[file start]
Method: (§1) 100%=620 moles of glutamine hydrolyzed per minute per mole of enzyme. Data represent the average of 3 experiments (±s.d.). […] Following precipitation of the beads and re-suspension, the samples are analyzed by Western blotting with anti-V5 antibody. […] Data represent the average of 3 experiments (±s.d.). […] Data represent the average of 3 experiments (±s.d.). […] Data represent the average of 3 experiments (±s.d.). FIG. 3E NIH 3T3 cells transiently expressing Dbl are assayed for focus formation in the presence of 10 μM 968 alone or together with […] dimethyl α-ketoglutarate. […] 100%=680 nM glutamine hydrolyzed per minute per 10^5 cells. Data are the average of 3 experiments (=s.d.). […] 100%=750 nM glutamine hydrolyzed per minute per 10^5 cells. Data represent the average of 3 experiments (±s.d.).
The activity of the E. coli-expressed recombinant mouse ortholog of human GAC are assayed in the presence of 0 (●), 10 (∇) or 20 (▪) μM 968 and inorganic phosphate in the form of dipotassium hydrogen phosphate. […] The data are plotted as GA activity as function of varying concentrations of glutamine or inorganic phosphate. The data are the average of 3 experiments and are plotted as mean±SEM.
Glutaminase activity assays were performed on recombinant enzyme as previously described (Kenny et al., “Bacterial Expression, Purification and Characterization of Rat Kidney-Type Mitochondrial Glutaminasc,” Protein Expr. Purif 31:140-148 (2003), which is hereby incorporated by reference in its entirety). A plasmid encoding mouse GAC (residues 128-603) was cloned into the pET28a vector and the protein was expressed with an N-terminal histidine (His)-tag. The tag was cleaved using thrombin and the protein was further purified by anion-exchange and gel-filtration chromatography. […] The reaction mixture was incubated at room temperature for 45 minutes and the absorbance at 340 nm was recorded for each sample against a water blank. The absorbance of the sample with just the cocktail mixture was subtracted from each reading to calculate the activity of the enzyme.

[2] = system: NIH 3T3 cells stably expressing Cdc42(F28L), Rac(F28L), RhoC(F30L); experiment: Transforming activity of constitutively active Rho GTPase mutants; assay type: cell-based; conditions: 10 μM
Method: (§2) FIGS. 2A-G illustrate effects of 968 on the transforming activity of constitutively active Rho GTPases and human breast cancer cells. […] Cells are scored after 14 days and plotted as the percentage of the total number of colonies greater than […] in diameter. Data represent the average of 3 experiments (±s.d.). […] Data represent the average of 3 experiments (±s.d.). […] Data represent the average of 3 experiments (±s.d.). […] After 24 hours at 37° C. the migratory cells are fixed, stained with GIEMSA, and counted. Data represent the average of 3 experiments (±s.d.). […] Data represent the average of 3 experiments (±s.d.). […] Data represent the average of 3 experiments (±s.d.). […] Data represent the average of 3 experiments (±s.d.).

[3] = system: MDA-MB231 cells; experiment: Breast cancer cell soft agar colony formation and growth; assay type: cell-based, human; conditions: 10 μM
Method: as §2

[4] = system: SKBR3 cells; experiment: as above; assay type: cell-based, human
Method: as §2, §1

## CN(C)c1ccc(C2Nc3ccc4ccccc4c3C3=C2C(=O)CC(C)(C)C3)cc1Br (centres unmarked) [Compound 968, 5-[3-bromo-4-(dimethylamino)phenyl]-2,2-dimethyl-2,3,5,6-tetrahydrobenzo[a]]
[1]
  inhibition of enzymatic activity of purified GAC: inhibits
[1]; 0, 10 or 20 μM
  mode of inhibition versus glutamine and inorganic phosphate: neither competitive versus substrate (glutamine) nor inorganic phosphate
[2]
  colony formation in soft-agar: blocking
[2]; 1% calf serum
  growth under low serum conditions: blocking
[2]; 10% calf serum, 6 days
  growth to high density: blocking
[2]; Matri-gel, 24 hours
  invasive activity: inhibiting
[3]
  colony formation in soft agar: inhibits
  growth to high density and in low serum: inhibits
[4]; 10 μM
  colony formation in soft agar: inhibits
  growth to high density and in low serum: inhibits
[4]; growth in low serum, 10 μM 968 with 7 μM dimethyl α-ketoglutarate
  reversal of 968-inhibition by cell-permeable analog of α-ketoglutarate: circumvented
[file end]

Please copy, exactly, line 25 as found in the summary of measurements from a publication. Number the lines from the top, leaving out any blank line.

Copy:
  growth to high density and in low serum: inhibits